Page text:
Roberto Freire on the security and freedom

juggling_on_the_berlin_wall_yann-forget_16-nov-19891

Risk is synonymous with freedom. Power is established in the search for security. A person who likes risk and adventure has accepted insecurity, because she has her own utopia, she lives for satisfying, at any cost, her need for pleasure. The highest form of security is slavery. Being slaves, we are someone’s property, we do not run any risk so long as we obey the fundamental rule of slavery: to not be free, to not have a choice.1

1Quoted in The Nanopolitics Group Nanopolitics Handbook Minor Compositions, 2013, pg. 97

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4 Responses to Roberto Freire on the security and freedom

  1. dmf says:

    somehow my life seems to be ever more exposed to risk and ever less free…

    • edmundberger says:

      I feel you, Dirk, and I find myself in a similar state in my own life – the precarity of our social relations and economic conditions is reflected within myself. Freedom? Maybe we are close to this rather abstract concept, but the anxieties of the psyche are not an affective and emotive sense of freedom in any sense of the word. I think it was Bifo who pointed out that the Italians of ’77 looked for a precarious life, but we now have precarity as a fundamental condition bound up in cyclical bouts of crisis and control. I do wonder, though, if we can separate the risky lifestyle of our neoliberal reality with the more resistive and adaptive risks spoken of by Freire. Freire wrote under the shadow of a harsh dictatorship; he was submitted to torture and each day was a terrain of struggle across multiple scales. Resistance itself was risk; to breathe deep and look forward to a proverbial “something else” was also something to do at extreme risk. Today, to dare to speak against a torrent of ‘norms’ is to risk. We’re in dangerous waters, both physically and mentally – and the in-betweens! – but to try to navigate ourselves towards calmer waters or even a shore constitutes a risk, an adventure.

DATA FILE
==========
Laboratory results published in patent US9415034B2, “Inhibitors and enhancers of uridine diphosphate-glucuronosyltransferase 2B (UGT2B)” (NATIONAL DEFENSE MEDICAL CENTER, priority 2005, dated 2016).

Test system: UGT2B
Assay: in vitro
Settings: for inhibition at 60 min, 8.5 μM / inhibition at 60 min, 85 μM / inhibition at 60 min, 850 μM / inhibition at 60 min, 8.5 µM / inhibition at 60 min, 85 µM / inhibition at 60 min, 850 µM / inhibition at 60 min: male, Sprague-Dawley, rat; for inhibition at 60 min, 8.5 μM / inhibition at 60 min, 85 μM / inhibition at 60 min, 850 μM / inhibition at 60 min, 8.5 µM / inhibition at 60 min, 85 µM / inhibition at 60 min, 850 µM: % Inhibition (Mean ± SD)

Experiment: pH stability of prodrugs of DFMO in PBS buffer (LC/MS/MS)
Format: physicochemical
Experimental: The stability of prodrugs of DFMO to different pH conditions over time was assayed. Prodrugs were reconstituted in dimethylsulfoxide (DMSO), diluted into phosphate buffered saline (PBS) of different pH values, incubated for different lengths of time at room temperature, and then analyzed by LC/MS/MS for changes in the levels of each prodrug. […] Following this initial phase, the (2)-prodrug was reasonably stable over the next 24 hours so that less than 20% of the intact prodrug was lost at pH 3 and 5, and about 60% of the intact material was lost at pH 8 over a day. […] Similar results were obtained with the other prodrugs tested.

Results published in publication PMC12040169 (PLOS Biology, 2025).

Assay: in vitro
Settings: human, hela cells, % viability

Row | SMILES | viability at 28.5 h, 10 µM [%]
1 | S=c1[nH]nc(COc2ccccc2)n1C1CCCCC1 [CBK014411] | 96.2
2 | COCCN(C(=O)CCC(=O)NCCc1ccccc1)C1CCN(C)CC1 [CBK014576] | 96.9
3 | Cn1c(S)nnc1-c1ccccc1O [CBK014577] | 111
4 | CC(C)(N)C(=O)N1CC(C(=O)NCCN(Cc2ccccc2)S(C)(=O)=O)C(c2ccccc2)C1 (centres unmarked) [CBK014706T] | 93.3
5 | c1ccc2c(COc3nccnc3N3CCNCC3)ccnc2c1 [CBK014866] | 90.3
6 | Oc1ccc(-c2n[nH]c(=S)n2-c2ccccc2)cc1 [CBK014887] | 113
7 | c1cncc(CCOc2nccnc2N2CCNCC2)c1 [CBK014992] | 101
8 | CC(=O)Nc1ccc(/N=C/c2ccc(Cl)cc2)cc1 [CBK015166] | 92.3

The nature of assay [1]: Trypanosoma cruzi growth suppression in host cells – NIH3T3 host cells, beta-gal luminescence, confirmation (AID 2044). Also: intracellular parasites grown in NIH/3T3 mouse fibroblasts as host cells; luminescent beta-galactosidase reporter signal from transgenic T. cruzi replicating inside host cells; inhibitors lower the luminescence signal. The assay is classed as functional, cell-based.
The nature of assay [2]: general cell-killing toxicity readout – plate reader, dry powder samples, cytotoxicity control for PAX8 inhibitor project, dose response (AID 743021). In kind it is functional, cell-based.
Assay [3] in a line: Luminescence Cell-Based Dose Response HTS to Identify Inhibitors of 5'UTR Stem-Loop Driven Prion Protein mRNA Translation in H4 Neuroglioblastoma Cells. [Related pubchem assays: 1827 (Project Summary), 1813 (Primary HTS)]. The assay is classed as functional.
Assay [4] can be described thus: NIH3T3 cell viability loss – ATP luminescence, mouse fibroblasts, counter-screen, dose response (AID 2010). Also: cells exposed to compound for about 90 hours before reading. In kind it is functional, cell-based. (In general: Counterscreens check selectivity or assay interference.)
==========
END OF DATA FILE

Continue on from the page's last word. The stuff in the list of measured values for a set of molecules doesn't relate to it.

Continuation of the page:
• dmf says:

        yes thanks, tho I think we are past hero’s and their journeys, seems more like bricolage (for me the image that comes to mind is peasants in Cambodia who turned our spent bombshells into watering troughs) to me than adventuring, either way I appreciate the call to courage and action, if yer an xmas person hope it’s a good one.

  2. edmundberger says:

    Cautious optimism, as always! And a good xmas to you and yours,

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